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Walk around Throttle Help

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  • Member since
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  • From: Miles City, Montana
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Walk around Throttle Help
Posted by FRRYKid on Thursday, January 03, 2019 1:52 PM

Does anyone still make a walk around throttle that is compatible with an MRC Tech II 2400 power pack? The layout will be DC. (I have decided that I don't need to convert over to DCC as 25-30 engines would be prohibitively expensive and it is a single engine operation.) I seem to remember many years ago seeing one that would fit when the throttle knob was removed. I have a few areas that a walk around would make it easier to run.

As usual,  thank you in advance for any assistance that can be provided and for reading my post.

"The only stupid question is the unasked question."
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Posted by rrinker on Thursday, January 03, 2019 2:22 PM

 Here's one:

http://www3.sympatico.ca/kstapleton3/851.HTM

No need to limit it to being "compatible with a Tech 2 2400" - you cna hook a walkaround throttle to the fixed DC on the 2400, but you can just as easily use a walkaround that has its own power supply.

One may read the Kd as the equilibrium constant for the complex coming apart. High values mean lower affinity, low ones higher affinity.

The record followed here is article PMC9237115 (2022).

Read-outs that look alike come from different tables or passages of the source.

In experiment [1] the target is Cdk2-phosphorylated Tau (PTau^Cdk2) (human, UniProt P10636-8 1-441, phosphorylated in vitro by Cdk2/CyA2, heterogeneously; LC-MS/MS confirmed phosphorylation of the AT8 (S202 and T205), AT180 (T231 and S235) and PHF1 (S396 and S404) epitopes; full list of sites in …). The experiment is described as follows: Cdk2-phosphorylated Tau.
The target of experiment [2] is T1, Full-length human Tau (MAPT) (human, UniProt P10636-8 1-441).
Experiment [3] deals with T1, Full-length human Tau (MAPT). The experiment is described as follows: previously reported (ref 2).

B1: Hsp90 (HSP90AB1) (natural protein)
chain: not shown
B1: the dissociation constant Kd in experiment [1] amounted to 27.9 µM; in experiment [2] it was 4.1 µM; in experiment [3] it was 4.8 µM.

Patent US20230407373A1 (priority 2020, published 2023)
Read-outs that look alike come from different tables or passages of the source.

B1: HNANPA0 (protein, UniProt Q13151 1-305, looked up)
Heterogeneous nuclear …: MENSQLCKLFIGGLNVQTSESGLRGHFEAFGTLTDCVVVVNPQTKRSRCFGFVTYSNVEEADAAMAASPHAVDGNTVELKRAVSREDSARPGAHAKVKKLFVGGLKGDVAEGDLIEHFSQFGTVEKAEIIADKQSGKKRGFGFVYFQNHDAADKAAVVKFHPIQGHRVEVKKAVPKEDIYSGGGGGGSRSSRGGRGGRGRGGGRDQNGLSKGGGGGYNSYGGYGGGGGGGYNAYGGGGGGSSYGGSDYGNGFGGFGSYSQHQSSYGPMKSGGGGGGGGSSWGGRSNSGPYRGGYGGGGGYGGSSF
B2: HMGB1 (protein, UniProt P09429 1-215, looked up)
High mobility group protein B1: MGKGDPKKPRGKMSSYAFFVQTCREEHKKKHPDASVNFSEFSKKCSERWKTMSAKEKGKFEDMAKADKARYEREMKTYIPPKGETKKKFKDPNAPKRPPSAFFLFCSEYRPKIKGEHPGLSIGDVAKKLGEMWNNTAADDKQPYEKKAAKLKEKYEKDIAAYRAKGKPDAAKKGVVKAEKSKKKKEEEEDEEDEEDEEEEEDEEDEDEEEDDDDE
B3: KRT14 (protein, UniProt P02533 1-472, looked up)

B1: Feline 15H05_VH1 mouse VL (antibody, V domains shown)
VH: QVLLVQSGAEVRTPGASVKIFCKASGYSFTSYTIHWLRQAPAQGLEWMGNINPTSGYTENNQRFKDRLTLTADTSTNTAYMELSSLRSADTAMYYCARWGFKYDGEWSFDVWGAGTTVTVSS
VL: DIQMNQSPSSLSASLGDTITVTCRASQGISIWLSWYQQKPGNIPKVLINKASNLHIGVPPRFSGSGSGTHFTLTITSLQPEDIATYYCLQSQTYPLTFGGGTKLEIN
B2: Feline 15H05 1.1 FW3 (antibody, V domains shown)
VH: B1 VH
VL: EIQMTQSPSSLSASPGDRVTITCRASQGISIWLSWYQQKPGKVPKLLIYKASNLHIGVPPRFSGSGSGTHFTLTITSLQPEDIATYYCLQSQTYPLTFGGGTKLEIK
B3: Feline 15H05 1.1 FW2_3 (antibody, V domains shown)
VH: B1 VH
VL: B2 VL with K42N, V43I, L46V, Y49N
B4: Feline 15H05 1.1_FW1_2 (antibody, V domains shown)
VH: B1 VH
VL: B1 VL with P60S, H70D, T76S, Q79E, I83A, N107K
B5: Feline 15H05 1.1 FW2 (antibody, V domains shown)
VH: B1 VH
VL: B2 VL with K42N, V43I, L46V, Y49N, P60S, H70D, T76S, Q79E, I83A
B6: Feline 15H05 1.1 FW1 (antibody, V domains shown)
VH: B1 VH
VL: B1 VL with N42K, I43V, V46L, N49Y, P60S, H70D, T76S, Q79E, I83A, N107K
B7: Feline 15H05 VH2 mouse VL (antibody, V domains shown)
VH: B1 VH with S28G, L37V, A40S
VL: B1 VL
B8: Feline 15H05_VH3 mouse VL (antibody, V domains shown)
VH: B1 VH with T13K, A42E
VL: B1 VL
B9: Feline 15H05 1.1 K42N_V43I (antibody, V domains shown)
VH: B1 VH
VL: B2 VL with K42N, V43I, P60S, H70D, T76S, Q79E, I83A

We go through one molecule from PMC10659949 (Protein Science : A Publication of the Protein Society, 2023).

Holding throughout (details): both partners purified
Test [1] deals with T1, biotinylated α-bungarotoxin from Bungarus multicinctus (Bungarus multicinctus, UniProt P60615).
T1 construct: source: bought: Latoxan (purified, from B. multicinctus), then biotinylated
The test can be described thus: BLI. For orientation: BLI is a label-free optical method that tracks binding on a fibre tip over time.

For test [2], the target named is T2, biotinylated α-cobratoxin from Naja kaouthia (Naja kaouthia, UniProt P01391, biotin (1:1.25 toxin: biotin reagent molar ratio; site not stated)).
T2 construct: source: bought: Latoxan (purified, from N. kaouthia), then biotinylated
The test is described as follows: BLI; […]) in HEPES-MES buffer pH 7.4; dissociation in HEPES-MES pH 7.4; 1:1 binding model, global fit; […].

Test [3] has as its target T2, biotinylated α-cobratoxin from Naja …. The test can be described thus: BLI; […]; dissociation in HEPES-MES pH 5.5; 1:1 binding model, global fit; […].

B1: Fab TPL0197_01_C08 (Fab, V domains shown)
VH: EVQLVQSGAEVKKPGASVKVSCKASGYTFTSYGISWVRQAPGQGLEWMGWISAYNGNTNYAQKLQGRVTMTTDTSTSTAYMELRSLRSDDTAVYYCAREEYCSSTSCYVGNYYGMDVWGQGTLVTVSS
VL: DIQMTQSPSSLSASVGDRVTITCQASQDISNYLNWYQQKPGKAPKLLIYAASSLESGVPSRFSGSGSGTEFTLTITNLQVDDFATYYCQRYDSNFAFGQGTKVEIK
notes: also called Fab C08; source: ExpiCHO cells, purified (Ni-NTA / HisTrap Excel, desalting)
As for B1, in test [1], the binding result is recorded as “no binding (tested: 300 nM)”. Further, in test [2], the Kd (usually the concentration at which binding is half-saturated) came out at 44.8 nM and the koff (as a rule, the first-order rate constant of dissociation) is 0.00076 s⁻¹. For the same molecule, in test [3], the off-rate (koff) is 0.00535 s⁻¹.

--Randy


Modeling the Reading Railroad in the 1950's

 

Visit my web site at www.readingeastpenn.com for construction updates, DCC Info, and more.

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Posted by Ron High on Thursday, January 03, 2019 2:41 PM

I agree with Randy this throttle is a good bet he also makes a 3.0 amp  unit of course would need a power supply. His info says you can use a 12 to 18 Volt DC or AC power supply .

http://www3.sympatico.ca/kstapleton3/821.HTM

Ron High

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Posted by mbinsewi on Thursday, January 03, 2019 2:53 PM

I was just checking those out.  For the price, either one looks great.

I started out looking for the Aristo Craft throttle, but they don't seem to be around anymore.

There is a couple of Control Master 20's on Ebay for les than $70. 

I was looking for something like this when I got started again with a new layout in 2010.  I'm all DCC now.

Mike.

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  • From: Central Vermont
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Posted by cowman on Thursday, January 03, 2019 5:23 PM

I found a walk-a-round throttle for my 350 on ebay.  Do you know the number of the one that fits the 2400?

Good luck,

Richard

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Posted by rrinker on Thursday, January 03, 2019 7:17 PM